It's 100 Years Since Women First Voted & This Tribute To Emmeline Pankhurst Is Everything

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Are you registered to vote? How many times in your life do you think you have voted? It's now such an normal part of people's lives in the UK, really. However, y'all it has only been 100 years since the first ever time a woman was allowed to vote in the UK. Real talk. The OG feminist heroes that fought for us to be able to undertake our constitutional rights and laid down a standard which we are building on are important AF. So, this tribute to leader of the suffragette movement Emmeline Pankhurst is absolutely amazing, if maybe a little overdue.

Y'all sculptor Hazel Reeves has made a bronze statue of the hero, standing on a chair, doing her thing and demanding votes for women at one of the many rallies she organised, as the BBC reports. The statue is going to be unveiled today in Manchester by her great granddaughter. Hell yes, more bronze statues of female heroes please.

Hundreds of people are expected to march in memory and celebration of Pankhurst, beginning at Great Northern Square and finishing at St Peter's Square where the statue will sit. Manchester was where the Pankhurst and the movement itself was born — so a fitting location for the new statue.

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I feel like I should flag that the image here is a mini version of the actual sculpture, so fear thee not Pankhurst fans. The chair of the Emmeline Pankhurst Statue Committee, Andrew Simcock said the new statue will be not only a celebration of her life and work, but also of Manchester's rich history:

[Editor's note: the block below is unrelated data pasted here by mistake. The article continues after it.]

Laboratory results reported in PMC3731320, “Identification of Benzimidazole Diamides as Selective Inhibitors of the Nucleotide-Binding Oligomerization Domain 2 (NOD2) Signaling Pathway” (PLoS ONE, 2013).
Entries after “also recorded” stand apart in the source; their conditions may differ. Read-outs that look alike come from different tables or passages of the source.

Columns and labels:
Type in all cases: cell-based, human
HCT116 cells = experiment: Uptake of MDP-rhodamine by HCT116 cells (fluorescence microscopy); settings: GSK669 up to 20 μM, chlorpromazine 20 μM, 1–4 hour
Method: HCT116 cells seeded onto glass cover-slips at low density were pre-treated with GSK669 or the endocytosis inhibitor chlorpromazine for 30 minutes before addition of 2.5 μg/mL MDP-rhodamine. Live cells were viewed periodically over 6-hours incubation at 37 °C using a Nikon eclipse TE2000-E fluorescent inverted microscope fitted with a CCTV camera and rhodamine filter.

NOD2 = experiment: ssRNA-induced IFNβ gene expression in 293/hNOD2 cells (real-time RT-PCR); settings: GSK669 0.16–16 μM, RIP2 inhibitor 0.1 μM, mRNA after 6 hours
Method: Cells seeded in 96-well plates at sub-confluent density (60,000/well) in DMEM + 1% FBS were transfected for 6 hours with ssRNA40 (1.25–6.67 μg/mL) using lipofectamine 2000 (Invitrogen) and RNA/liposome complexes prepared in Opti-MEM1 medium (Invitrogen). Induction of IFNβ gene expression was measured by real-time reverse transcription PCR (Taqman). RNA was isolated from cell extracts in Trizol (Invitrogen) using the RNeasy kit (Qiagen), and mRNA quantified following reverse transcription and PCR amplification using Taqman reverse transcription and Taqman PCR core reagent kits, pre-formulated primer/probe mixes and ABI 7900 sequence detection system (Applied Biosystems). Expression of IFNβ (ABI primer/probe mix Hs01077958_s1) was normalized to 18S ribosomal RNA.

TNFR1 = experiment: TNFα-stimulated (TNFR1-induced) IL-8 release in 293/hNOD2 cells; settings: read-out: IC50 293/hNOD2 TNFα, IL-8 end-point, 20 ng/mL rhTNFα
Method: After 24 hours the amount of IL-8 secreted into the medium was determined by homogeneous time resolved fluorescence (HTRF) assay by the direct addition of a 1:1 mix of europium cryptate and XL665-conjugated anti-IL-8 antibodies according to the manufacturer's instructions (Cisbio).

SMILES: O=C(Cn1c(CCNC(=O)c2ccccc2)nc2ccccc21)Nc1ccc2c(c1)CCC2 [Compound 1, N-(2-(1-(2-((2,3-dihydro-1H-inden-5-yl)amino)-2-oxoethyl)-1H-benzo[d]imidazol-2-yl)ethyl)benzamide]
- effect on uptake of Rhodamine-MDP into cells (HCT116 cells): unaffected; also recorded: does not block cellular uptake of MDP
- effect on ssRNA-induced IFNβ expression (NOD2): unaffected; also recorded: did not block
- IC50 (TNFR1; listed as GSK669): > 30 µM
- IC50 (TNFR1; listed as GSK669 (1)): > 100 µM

"Helen Pankhurst’s vision and all those involved in this project have inspired what will take place on the day; this will be a coming together of people to celebrate Emmeline and her legacy and to also celebrate the essence of Manchester, as a place of progression, inclusivity and groundbreaking ideas."
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As the BBC reports, Pankhurst was born 1858 in Manchester into a family with a tradition of radical politics, and who weren't afraid to fight for what was right. She started the movement and push for women to get the vote, alongside her daughters and of course a great many other brilliant women, including the incredibly Annie Kenney, who's statue made by Denise Dutton was unveiled today in Oldham.

Kenney might not be a name you are familiar with, and in fact many believe that her importance in the movement is often overlooked. Kenney was the only working class woman to hold a senior position in the Women's Social and Political Union, two of the main suffragette organisations, the BBC reports. In some ways, she is an even more important figure than Pankhurst in my opinion, because British feminism has had a bit of an issue re being largely a privilege of the middle and upper classes. So someone like her being overlooked compared to wealthier and more politically connected activists is absolutely the sort of taboo issue we face in contemporary feminism. Not to mention many believing feminism is only for cis-gendered women — don't get me started on TERFs — and neglecting to consider the way feminism intersects with other identities.

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Hopefully as time goes on more and more women will have statues of them unveiled and the important history of feminism will be embraced because feminism is for every person and benefits every person. No matter their gender, race, or nationality.